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crimson stuff which seemed to reflect a richer rose-flush in her cheeks. A curious thought came to Philip as
he looked at her. Like a flash the memory of a certain night came to him--when it had taken Miss Brokaw
and her maid two hours to make a toilet for a ball. And Jeanne, in the heart of a wilderness, had made herself
more beautiful than Eileen. He imagined, as she stood before him, a little embarrassed by the admiration in his
eyes, the sensation Jeanne would create in a ballroom at home. And then he laughed--laughed joyously at
thoughts which he could not reveal to Jeanne, and which she, by some quick intuition, knew that she should
not ask him to express.
Twice again Philip made the portage, accompanied the second time by Jeanne, who insisted on carrying a
small pack and two paddles. In spite of his determination and splendid physique, Philip began to feel the
effects of the tremendous strain which he had been under for so long. He counted back and found that he had
slept but six hours in the last forty-eight. There was a warning ache in his shoulders and a gnawing pain in the
bones of his forearms. But he knew that he had not yet made sufficient headway up the Churchill. It would not
be difficult for him to make a camp far enough back in the bush to avoid discovery; but, at the same time, if
he and Jeanne were pursued, the stop would give their enemies a chance to get ahead of them. This danger he
wished to escape.
He flattered himself that Jeanne saw no signs of his weakening. He did not know that Jeanne put more and
more effort into her paddle, until her arms and body ached, because she saw the truth.
The Churchill narrowed and its current became swifter as they progressed. Five portages were made between
sunrise and eleven o'clock. They ate dinner at the fifth, and rested for two hours. Then the journey was
resumed. It was three o'clock when Jeanne dropped her paddle and turned to Philip. There were deep lines in
his face. He smiled, but there was more of haggard misery than cheer in the smile. There was an unnatural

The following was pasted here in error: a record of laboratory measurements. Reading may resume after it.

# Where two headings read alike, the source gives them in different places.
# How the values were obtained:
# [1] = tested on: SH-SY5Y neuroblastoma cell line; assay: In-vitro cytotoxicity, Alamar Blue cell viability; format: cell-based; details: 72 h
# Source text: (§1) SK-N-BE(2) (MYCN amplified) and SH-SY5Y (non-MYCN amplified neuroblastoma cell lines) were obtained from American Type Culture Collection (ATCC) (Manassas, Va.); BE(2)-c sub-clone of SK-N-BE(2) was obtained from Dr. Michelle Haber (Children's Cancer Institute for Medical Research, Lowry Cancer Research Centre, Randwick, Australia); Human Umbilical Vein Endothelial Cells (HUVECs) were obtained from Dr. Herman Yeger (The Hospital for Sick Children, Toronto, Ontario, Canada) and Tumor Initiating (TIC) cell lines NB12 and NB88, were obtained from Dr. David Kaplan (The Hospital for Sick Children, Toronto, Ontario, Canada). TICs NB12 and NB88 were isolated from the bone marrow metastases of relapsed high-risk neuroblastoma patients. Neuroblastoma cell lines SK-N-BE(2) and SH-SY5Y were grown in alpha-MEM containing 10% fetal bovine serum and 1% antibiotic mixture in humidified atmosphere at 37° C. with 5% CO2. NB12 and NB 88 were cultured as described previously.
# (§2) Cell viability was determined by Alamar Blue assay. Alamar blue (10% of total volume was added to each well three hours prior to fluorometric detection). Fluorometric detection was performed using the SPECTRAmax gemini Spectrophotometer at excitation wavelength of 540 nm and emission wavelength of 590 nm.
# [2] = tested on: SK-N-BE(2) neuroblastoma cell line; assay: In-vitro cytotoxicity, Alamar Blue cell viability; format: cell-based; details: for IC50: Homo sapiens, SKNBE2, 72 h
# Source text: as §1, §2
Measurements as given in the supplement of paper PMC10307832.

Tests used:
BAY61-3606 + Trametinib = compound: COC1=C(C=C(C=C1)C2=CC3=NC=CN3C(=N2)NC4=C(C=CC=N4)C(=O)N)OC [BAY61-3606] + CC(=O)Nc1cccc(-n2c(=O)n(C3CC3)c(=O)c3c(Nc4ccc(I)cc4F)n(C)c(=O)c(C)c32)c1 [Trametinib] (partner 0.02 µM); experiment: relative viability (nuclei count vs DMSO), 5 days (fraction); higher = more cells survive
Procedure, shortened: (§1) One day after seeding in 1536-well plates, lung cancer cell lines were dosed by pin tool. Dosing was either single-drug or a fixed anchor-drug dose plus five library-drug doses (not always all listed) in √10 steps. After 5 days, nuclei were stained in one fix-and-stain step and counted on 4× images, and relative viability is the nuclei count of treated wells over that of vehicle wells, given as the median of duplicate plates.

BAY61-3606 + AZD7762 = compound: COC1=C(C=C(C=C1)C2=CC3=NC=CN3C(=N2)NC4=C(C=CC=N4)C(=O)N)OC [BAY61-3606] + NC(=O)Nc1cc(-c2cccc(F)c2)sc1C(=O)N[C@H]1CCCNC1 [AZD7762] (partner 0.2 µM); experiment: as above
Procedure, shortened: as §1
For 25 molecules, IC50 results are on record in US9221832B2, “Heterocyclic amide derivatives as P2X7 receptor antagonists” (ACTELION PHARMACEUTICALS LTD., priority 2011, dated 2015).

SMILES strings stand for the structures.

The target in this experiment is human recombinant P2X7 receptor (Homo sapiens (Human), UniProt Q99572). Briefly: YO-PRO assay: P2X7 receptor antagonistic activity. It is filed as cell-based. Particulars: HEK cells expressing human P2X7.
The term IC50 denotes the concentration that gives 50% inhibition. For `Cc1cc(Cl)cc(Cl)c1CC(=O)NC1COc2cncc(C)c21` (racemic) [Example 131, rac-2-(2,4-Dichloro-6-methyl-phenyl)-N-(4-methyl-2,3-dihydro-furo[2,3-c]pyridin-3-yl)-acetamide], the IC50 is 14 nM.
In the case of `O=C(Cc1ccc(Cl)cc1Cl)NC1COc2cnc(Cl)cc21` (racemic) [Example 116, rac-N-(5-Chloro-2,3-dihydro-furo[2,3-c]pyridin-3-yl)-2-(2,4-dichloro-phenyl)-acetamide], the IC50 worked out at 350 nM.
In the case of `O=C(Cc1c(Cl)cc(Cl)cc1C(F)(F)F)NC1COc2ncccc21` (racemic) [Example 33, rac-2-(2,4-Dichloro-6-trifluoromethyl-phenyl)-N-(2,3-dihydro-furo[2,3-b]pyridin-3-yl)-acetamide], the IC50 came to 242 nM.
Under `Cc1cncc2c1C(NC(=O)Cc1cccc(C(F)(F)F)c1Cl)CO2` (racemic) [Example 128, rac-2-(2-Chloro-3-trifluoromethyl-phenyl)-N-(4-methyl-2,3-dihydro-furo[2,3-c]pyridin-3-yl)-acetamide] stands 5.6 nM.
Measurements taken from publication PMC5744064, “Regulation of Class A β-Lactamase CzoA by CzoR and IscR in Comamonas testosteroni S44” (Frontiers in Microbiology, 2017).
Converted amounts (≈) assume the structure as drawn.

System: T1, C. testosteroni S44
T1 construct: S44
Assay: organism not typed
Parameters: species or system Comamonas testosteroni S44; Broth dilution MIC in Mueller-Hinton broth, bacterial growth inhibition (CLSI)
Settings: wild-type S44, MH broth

flush in his cheeks, and he began to feel a burning pain where the blow had fallen upon his head before. For a
full half-minute Jeanne looked at him without speaking. "Philip," she said--and it was the first time she had
spoken his name in this way, "I insist upon going ashore immediately. If you do not land--now--in that
opening ahead, I shall jump out, and you can go on alone."
"As you say--my Captain Jeanne," surrendered Philip, a little dizzily.
Jeanne guided the canoe to the shore, and was the first to spring out, while Philip steadied the light craft with
his paddle. She pointed to the luggage.
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Flower of the North
"We will want the tent--everything," she said, "because we are going to camp here until to-morrow."
Once on shore, Philip's dizziness left him. He pulled the canoe high up on the bank, and then Jeanne and he
set off, side by side, to explore the high, wooded ground back from the river. They followed a well-worn
moose trail, and two or three hundred yards from the stream came upon a small opening cluttered by great
rocks and surrounded by clumps of birch, spruce, and banskian pine. The moose trail crossed this rough open
space; and, following it to the opposite side, Philip and Jeanne came upon a clear, rippling little stream,
scarcely two yards in width, hidden in places under thick caribou moss and jungles of seedling pines. It was
an ideal camping spot, and Jeanne gave a little cry of delight when they found the cold water of the creek.
Philip then returned to the river, concealed the canoe, covered up all traces of their landing, and began to carry
the camping outfit back to the open. The small silk tent for Jeanne's use he set up in a little grassy corner of
the clearing, and built their fire a dozen paces from it. With a sort of thrilling pleasure he began cutting balsam
boughs for Jeanne's bed. He cut armful after armful, and it was growing dusk in the forest by the time he was
done. In the glow and the heat of the fire Jeanne's cheeks were as pink as an apple. She had turned a big flat [ Pobierz całość w formacie PDF ]